When you or a loved one applies to receive Medicaid long-term care in your home, an assisted living residence, or a nursing home, there is an asset (resource) limit used to determine your eligibility. Medicaid conducts a review to ensure that your assets do not exceed the allowable limit. The Medicaid look-back period is designed to prevent Medicaid applicants from giving away assets or selling them for less than fair market value so they can meet the Medicaid asset limit.
The Medicaid look-back period starts on the date the Medicaid application is submitted and extends 60 months (30 months for Medi-Cal) back from that date. If a Medicaid applicant is found to have gifted assets within the look-back period, they will be disqualified from receiving Medicaid benefits for a certain amount of time. The length of this penalty is determined by the value of the assets an applicant transferred and a “penalty divisor.” The penalty divisor is the average monthly cost of a nursing home in a particular state.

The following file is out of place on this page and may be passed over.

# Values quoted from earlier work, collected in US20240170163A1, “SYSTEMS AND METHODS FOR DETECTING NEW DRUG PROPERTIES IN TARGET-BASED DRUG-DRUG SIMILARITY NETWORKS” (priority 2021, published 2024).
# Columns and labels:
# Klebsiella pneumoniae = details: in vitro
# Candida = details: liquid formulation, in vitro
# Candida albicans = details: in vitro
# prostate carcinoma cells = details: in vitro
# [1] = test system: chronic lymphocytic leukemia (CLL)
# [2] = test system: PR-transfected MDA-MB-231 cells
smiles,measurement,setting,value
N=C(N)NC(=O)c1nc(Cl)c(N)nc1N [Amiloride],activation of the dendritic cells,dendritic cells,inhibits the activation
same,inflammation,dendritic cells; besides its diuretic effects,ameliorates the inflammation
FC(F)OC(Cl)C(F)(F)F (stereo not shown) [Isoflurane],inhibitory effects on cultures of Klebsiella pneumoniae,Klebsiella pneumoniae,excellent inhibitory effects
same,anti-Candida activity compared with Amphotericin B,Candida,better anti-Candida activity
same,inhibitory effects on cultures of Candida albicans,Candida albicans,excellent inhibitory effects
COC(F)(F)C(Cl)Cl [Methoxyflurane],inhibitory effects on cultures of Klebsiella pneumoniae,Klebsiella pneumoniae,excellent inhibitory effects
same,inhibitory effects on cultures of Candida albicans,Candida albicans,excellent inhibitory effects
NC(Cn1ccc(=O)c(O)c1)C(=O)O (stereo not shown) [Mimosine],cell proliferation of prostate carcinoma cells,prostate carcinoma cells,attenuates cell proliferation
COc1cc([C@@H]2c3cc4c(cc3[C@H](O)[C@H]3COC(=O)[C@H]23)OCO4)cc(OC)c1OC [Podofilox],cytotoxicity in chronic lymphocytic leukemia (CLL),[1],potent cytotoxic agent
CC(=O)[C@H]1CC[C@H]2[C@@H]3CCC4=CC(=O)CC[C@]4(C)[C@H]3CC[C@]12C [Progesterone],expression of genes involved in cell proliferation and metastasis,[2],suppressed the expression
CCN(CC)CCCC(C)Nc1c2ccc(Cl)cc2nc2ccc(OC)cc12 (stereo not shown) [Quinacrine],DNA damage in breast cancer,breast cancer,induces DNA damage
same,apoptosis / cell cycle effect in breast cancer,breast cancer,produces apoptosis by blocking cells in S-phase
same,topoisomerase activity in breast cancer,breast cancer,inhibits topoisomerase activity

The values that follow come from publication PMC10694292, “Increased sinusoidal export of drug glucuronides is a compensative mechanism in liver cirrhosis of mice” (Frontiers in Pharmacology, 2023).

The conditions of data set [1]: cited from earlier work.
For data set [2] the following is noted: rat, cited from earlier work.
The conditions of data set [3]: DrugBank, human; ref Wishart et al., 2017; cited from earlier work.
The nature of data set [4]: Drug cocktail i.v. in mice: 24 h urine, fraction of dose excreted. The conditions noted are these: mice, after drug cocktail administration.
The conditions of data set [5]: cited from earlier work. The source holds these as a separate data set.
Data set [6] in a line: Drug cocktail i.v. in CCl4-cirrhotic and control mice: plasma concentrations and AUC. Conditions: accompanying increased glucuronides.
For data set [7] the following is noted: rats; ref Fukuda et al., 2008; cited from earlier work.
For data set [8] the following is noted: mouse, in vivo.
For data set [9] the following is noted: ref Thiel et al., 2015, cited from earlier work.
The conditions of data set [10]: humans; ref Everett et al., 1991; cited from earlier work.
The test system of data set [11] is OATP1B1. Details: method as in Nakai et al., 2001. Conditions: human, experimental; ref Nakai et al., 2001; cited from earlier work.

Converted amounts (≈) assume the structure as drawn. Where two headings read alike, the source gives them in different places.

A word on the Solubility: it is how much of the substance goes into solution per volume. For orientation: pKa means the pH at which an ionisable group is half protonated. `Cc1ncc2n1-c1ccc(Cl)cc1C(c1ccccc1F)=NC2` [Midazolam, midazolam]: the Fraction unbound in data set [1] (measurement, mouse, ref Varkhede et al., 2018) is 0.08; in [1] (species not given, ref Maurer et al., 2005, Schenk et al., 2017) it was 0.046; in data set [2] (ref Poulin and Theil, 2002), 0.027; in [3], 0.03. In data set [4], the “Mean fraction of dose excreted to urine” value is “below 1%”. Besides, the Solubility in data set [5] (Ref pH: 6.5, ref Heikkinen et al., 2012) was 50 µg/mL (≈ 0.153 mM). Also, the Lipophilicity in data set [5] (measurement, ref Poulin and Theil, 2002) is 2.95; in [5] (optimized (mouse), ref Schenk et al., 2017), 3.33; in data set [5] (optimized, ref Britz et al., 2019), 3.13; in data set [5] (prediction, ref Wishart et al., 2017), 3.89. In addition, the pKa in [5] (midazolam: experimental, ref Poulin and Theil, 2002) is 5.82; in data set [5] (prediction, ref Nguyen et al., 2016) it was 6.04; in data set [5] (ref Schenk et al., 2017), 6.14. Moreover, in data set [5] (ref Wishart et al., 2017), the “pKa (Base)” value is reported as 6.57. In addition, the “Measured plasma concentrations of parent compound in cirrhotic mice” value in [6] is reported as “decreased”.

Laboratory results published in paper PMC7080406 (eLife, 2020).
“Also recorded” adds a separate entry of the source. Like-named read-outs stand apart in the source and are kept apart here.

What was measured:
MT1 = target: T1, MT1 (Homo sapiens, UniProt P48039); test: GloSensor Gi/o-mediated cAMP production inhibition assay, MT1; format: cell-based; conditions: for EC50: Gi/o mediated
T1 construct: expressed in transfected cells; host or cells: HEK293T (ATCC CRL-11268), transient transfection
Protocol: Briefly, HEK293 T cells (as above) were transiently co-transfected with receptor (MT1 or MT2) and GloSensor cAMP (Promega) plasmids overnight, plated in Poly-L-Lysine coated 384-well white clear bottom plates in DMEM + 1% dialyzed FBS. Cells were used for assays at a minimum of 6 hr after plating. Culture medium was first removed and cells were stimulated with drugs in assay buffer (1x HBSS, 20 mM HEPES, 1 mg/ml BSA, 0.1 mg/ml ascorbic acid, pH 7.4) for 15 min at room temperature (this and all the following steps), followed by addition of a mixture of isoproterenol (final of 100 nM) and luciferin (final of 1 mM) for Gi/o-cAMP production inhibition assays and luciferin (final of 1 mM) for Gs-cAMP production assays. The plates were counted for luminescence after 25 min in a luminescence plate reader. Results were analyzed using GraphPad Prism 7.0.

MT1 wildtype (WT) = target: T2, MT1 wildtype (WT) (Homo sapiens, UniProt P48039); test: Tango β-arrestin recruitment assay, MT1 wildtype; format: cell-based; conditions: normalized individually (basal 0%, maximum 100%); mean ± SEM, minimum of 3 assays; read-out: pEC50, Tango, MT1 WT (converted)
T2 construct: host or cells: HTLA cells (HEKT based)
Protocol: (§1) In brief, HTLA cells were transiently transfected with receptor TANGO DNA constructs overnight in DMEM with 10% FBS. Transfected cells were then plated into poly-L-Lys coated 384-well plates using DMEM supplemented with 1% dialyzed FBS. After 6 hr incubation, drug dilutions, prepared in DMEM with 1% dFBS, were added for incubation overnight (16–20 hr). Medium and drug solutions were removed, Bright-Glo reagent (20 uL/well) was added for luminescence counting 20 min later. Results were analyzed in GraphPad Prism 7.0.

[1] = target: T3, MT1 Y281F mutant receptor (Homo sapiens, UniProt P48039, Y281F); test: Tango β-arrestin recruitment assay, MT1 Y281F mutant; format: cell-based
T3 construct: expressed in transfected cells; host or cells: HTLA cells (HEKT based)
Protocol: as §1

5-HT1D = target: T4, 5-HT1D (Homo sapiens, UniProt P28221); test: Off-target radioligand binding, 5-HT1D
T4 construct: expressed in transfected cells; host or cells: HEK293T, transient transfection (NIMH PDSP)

There are ways you can spend down excess assets without violating the Medicaid look-back period, but they can be very complicated. Therefore, it is recommended you work with a Medicaid financial planner well in advance of when you think you or your loved one may apply for Medicaid to avoid any look-back penalties.